Sample assembly language program form, from 'A Programmer's Introduction to IBM System/360 Assembler Language

After the heights of APL, let's turn to the lowest level language possible: System/360 assembly language.

System/360 Assembly Language

MTS runs on the IBM System/360, designed from scratch by IBM in the early 1960s as a unified successor to a number of different architectures. System programmers, and application programmers looking for maximum performance used assembler to write code as close to the bare metal as possible.

As the System/360 was a new design, the architecture is clean and fairly simple. It's a 32 bit architecture with 24 bit addresses, 16 full word registers and 4 64 bit floating point registers. Binary Coded Decimal (BCD) arithmetic and I/O operations are also supported.

Assemblers on MTS

MTS ran originally on a System/360-67, and later on 370 and Amdahl CPUs which provided extensions to the basic instruction set that we will not consider here.

The main assembler available to us today is Assembler G (*ASMG). This is a basic assembler, derived from Assembler F provided by IBM for OS/360 with extensions by the University of Waterloo for improved performance.

At the time of MTS D6, the most common assembler in use was Assembler H. This has a considerable number of improvements to the assembly language supported in Assembler G; however, this is not available in the MTS distribution due to copyright reasons.

ASSIST, Assembler System for Student Instruction & Systems Teaching, was an assembler and emulator used by students to learn assembly. As it emulates the underlying machine it can provide additional debug information and run time control, at the expense of performance. It is available on the MTS distribution as *ASSIST. Finally, *ASMT is a specialised assembler compatible with features on IBM's time sharing system TSS. We will not consider either of these further in these blog posts.


No special installation instructions to get this language running - just do the standard D6.0 setup as described in this guide and then sign on as a regular user such as ST01.

Running a program using *ASMG

*ASMG will take a file of assembly language instructions from scards and write output to spunch. A program listing can be sent to sprint and errors to sercom if these are set on the command line. Extra parameters can be set with par, for example par=test will add debugging information to the object file.

Linking is done at run time by MTS, so if you are just using the system libraries the object file can be run directly with $run.

Hello world

Let's see how to run a simple program to print 'Hello, world!' five times using assembly language.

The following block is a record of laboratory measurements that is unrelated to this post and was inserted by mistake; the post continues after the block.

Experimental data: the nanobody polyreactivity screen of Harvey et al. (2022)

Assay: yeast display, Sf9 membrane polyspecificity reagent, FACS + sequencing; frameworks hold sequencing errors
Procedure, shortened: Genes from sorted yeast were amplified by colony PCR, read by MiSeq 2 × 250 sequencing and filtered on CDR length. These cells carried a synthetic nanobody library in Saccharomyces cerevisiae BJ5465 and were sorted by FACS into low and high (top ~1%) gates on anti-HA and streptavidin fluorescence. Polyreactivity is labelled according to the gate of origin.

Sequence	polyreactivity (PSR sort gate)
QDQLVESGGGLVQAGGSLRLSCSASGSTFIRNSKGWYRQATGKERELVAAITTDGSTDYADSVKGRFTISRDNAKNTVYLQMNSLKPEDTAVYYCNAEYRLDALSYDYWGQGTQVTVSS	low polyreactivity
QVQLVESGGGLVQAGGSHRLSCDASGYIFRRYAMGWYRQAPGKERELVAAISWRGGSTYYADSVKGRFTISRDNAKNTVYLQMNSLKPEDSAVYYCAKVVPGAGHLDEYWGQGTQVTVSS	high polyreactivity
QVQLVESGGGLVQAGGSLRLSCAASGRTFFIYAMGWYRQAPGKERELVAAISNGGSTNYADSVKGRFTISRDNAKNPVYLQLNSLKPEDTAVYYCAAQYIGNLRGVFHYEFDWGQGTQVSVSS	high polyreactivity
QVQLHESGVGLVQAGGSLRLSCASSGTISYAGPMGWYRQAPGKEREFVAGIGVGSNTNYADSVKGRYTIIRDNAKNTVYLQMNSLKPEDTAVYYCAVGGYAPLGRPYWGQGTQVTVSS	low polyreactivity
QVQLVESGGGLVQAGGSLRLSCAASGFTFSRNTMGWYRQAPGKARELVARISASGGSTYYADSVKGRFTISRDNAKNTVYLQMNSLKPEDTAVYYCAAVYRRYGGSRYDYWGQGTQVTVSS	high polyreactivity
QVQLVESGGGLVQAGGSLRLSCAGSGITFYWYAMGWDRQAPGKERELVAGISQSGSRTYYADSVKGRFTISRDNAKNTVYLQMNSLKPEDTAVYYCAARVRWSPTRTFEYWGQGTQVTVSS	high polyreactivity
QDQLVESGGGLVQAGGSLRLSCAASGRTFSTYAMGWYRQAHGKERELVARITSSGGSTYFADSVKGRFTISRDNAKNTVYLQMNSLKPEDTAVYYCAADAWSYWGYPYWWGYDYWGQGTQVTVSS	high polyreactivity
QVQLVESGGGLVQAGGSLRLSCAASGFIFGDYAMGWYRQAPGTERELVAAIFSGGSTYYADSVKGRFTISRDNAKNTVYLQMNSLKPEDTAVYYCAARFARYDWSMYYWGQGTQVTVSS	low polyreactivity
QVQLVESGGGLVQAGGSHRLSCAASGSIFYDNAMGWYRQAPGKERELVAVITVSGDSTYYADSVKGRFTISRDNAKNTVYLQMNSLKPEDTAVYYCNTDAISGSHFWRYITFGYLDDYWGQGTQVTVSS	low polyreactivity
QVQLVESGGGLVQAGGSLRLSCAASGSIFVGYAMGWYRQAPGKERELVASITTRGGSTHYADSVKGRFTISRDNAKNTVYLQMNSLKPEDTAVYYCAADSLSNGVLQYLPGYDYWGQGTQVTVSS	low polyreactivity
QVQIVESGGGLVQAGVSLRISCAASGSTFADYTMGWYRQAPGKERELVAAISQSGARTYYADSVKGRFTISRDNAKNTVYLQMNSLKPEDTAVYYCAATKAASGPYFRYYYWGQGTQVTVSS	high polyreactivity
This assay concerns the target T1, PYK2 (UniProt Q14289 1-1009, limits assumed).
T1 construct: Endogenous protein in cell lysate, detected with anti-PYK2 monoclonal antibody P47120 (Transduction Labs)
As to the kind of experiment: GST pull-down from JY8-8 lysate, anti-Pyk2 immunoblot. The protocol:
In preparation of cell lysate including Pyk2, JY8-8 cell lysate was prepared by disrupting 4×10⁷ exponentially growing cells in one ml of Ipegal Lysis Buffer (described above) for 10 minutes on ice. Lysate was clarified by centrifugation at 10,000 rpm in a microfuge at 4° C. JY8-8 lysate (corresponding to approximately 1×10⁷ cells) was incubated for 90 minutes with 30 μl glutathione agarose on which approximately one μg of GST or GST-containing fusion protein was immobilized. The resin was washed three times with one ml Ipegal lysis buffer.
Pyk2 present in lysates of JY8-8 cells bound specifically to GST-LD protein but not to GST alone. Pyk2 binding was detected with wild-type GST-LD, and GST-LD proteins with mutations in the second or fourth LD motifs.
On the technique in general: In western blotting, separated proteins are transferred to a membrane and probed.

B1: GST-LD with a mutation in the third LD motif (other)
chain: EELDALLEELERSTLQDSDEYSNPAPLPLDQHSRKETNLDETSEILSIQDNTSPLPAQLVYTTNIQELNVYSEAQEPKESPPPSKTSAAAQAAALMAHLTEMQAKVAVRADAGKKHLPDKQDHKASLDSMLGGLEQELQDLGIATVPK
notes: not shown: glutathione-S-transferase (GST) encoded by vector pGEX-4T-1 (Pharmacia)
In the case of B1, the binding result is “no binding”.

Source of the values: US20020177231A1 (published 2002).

The source file (with line numbers) looks like this:

# list hello.asm
       1     HELLO    START   0                 PROGRAM AT RELATIVE ADDRESS 0
       2              USING   HELLO,12          R12 WILL CONTAIN PROGRAM ADDR
       3              LR      12,15             LOAD R12 WITH ABSOLUTE ADDR
       4              L       3,RUNS            R3 COUNTS DOWN NUMBER OF RUNS
       5     LOOP     SPRINT 'Hello, world!'    PRINT THE MESSAGE
       6              S       3,DECR            DECREMENT R3
       7              BP      LOOP              IF R3 POSITIVE, LOOP AGAIN
       8              SYSTEM                    EXIT PROGRAM
       9     RUNS     DC      F'5'              NUMBER OF RUNS TO MAKE
      10     DECR     DC      F'1'              DECREMENT FOR LOOP
      11              END     HELLO             END OF CODE

Here's how to run the assembler. We send errors to *sink* so they are displayed immediately and a full program listing to -hello.l.

# $run *asmg scards=hello.asm spunch=-load sercom=*sink* sprint=-hello.l par=tesy
. *** *ASMG has been changed to use *ASMGSYSMAC for the default macro
. *** library instead of *SYSMAC.  It will no longer work with *SYSMAC.
# Execution begins   18:19:08 

  ASSEMBLER (G) DONE           18:19:08   30 SEP 17 

# Execution terminated   18:19:08  T=0.091 

We can ignore the *ASMG has been changed... message; NO STATEMENTS FLAGGED means that it worked OK.

Finally, let's run the assembled program.

# $run -load
# Execution begins   18:19:17 
  Hello, world!
  Hello, world!
  Hello, world!
  Hello, world!
  Hello, world!
# Execution terminated   18:19:17  T=0 

Further information

A good place to start is A Programmer's Introduction to IBM System/360 Assembler Language, which gives an overview of the System/360 architecture and then teaches different aspects of assembly language programming using examples.

A full description of how the System/360 works and the opcodes available is in IBM System/360 Principles of Operation.

OS Assembler Language is a reference guide to assembly language. *ASMG is documented in MTS Volume 2X from page 27 onwards.

MTS Volume 14: 360/370 Assemblers in MTS details the differences between Assembler G and Assembler H, macro libraries, structured programming macros and the ASSIST assembler.

MTS Volume 3: System Subroutine Descriptions describes the 'standard library' of routines available to assembler programmers on MTS.